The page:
Tag Archives: Writing

“C” is for Copy Book

writingThe downside to the information age is the decrease in fine motor skills used for writing.

It is a problem I am seeing more often as laptops and tablets replace the use of pad and pen.  An increasing number of students are unable to form legible letters of the alphabet or write numbers clearly enough, so they may read them thirty seconds later.

Some students going into Year 8 are incapable of writing between the lines of a paper or forming numbers within the squares of a quad ruled page.  Students in Year 5 are unable to produce or read their name in cursive script.  These students are struggling with the fine motor skills required to help them to learn.

I have recently finished reading an article by Maria Konnikova, “What’s Lost as Handwriting Fades?”, which suggests evidence is emerging of a greater link between handwriting and learning.  It appears children learn to read more quickly when they first learn to write by hand.

Learning is a complicated process.  When we reproduce letters, or anything else, by hand a plan is required before executing the action.  The result is highly variable in that it will not exactly represent the original.  Learning to identify variable representations is important to decoding letters when reading.

The research by Virginia Berninger, a psychologist at University of Washington, indicated that when a child who composed text by hand (either printing or cursive) “They not only consistently produced more words more quickly than they did on the keyboard, but expressed more ideas.”

There is also a suggestion of different neuro-pathways being developed in the brain when a child progresses on from printing to cursive writing.

Research at the University of California has reported laboratory and real-world studies of students learning better when they take notes by hand than when they type on a keyboard.

I ask you “Is it time to throw away the pen and paper and adopt the technology of the keyboard?”  Was it time to give up walking when we invented the car?

My suggestion to help build a better student is to let your pre-school use colouring books and pencils, jigsaw puzzles and building blocks to help develop fine motor skills.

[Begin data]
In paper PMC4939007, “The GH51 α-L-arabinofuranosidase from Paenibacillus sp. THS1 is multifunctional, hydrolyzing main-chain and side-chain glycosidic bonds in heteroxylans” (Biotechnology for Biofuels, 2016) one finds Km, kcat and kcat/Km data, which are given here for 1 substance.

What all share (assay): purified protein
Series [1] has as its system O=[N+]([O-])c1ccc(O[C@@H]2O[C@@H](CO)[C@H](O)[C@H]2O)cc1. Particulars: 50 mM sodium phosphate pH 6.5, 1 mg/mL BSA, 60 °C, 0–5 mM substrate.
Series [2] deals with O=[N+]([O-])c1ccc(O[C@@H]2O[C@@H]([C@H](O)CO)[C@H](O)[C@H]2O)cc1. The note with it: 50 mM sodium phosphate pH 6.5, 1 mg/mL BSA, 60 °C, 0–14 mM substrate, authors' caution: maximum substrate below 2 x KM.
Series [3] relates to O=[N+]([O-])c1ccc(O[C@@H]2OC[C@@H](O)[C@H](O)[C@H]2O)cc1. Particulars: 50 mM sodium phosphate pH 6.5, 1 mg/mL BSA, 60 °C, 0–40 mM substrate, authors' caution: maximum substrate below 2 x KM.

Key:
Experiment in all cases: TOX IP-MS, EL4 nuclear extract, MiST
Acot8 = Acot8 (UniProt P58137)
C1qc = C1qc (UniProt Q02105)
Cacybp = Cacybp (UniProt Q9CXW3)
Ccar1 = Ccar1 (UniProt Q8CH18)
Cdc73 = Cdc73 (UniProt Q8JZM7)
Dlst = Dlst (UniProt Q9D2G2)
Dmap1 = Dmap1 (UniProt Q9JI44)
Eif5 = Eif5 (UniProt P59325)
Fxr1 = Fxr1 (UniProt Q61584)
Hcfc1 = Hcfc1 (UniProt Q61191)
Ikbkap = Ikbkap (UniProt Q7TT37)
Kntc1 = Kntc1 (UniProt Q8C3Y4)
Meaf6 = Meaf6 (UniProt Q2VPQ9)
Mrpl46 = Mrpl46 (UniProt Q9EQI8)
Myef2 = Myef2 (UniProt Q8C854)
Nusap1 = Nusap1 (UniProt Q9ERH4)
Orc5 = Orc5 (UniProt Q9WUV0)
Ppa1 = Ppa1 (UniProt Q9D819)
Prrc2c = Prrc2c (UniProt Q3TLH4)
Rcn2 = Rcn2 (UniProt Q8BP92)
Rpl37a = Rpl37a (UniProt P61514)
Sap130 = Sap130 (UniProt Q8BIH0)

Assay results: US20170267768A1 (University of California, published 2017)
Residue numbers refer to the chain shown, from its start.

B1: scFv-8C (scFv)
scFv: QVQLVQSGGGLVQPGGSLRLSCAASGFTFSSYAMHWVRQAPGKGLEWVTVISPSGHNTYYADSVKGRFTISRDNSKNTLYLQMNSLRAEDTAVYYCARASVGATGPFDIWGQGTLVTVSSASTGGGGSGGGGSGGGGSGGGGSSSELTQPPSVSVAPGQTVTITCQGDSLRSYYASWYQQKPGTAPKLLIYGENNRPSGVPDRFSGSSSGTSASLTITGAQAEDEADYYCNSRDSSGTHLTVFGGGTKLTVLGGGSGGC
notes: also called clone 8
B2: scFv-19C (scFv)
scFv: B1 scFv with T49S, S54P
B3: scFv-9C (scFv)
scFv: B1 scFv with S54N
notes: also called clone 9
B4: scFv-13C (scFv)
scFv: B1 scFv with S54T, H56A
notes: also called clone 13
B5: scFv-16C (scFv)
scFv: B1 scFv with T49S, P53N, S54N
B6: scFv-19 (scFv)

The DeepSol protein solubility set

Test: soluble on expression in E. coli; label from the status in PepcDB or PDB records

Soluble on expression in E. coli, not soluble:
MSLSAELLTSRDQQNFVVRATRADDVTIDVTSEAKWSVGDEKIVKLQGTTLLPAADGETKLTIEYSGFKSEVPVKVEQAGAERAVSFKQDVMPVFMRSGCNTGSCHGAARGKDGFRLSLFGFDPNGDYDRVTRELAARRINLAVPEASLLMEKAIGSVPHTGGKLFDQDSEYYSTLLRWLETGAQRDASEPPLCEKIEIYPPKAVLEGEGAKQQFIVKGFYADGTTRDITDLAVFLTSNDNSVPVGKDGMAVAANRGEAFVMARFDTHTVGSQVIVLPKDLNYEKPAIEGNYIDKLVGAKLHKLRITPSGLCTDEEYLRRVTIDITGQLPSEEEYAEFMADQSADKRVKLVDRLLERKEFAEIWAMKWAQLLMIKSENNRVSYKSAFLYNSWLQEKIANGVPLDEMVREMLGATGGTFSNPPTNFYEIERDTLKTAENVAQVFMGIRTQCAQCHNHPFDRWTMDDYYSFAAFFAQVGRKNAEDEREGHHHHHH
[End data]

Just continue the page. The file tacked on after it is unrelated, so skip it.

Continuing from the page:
When they are at school continue to use the old-fashioned copy book, so your student may practise and learn to form letters and numbers.  Encourage them to practise twenty minutes a day until they are proficient with writing the printed word. 

Allow this to develop into the practice of cursive writing so they may be able to record classroom notes in secondary school, lecture notes at university or record the minutes of a business meeting.

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“The Brave Bilby” by Harry (aged 8)

bilbyOne day, an extremely brave bilby determinedly dug a burrow in front of a fox. The black and brown bilby kept digging and digging and so did the fox but the bilby was too hard to catch. After two hours, the bilby’s burrow suddenly reached the end and, although the bilby didn’t know it, he had reached the edge of the earth. He made a quick move and covered his head with his ears and then he flew off into space. That day the brave bilby was the first astronaut bilby in the world.

Harry, aged 8             

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“Evad and Adam” by Cohen (aged 9)

HorseWhen the sun was just setting, Evad, the horsefly felt a tingling in his wings because it happened every sunset. Within seconds, he turned into a magical, black horse with red eyes and wings. Every night Evad flew over the city looking for a boy called Adam who was trapped in a nasty orphanage. As he was about to land, he spotted the orphanage and he flew down to it and there was Adam, sleeping on a dirty old blanket as Evad peeked through the window. Evad gently taped on the window and Adam woke up and the boy leapt on the horse’s back and Evad felt a tingle on his back as the sun began to rise and they rose into the sunrise.

Cohen, aged 9 

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“Green Devil’s Adventure” by Oliver (aged 8)

Green DevilAfter Green Devil found the key to the Witherdragon portal, he jumped through it, where he saw four large poles with beacons flashing red.  Green Devil was a big, angry devil who could stand until his enemy was dead.  In the floating world, knights that could teleport waited to attack whoever entered their world so when Green Devil entered, he dug a hole to hide in.  He dug so far that when he got to the centre of the floating world, he collected a crystal that looked like an egg.  He threw the crystal to the beacons and it exploded and all the knights fell into the hole.

Oliver aged 8. 

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 “The Farm Horse” by Dardo (aged 9)